Following is a guest post from Sally Collins, a freelance writer.
Being eco-friendly means avoiding commercial cleaning products as much as possible because so many of them contain chemicals which are harmful to the planet and to ourselves.
Lemon juice, vinegar, and baking soda are great natural ingredients to use for most daily cleaning needs, but sometimes that is not enough. When you need something a bit stronger, how can you make sure you are using a product which is safe?
The risks from some of the chemicals in commercial cleaners can be very serious. Some cause immediate reactions such as skin or respiratory irritation, watery eyes, or chemical burns. Others have been linked with long-term effects such as cancer.
The most dangerous cleaning products are corrosive drain cleaners, oven cleaners, and acidic toilet bowl cleaners. The chemicals in these can cause severe burns to eyes and skin and, if swallowed, to the throat and esophagus.
Other dangerous ingredients include chlorine bleach and ammonia which produce toxic fumes that are highly irritating and should not be used by people with asthma or lung or heart problems. If used together, these two chemicals will react with each other to form lung-damaging gasses.
Some all-purpose cleaners contain substances which have been associated with cancer, such as diethanolamine (DEA), triethanolamine (TEA), and ethoxylated alcohols, Other ingredients such as butyl cellosolve can cause damage to the brain or the nervous system.
Formaldehyde, ammonia, and sodium lauryl sulfate are sometimes found in everyday cleaning products which are connected to allergies.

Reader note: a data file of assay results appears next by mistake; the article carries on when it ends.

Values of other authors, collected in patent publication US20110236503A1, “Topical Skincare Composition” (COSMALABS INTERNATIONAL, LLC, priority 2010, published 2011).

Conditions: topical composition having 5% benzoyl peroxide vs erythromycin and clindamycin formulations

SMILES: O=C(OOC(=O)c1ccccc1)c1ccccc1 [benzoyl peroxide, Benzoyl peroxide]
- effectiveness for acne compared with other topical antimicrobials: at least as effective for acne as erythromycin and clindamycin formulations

Rules about ingredients being featured on labeling and packaging vary widely depending on the country you’re purchasing cleaning products from. For instance, in the US, manufacturers are obliged to list ingredients that are active disinfectants or potentially harmful, but nothing else. If an ingredient is not known to be harmful (because it has never been tested) they don’t have to list it.
However, on the other hand, rules in the Philippines are strict: all ingredients must be listed on the label, in descending order by percentage, together with a warning and instructions for first aid treatments.
Not all countries are as demanding as this, though.
Finding Safe Alternatives
There is an increasing number of safe, environmentally friendly products available, although you will need to be careful. Products can call themselves “natural,” “green,” “sustainable,” or some other similar label, but that doesn’t necessarily mean they are.
In fact, since those terms don’t have an official definition, they essentially don’t mean anything to the consumer.
There are genuinely safe cleaning products available though, which are eco-friendly, biodegradable and non-toxic.
Of course, most of us don’t want to spend our time peering at labels to check ingredients, but it’s useful to do so. You’ll need a degree in chemistry to recognize and understand everything listed there sometimes–if all the ingredients are listed at all.
Most of us aren’t armed with these qualifications, so instead, be sure to look out for usage warnings such as “wear gloves” or “don’t get this in your eyes.” Those are a great hint that the cleaner may contain a dangerous substance you’d prefer to avoid.
You can also search for the cleaning products that you currently use in the Environmental Working Group’s Guide to Healthy Cleaning database which will give an honest appraisal of how safe your cleaners are. It also allows you to view safe and greener alternatives such as products from the Martha Stewart, Mrs. Meyer, or Ecover ranges.
It may seem like hard work to switch to natural cleaning alternatives, but once you’ve done the research once, you can then build up a collection of your favorite non-toxic and sustainable brands and start reaping the rewards for your body and the environment.
Sally Collins is a professional freelance writer with many years experience across many different areas. She made the move to freelancing from a stressful corporate job and loves the work-life balance it offers her. When not at work, Sally enjoys reading, hiking, spending time with her family and traveling as much as possible.
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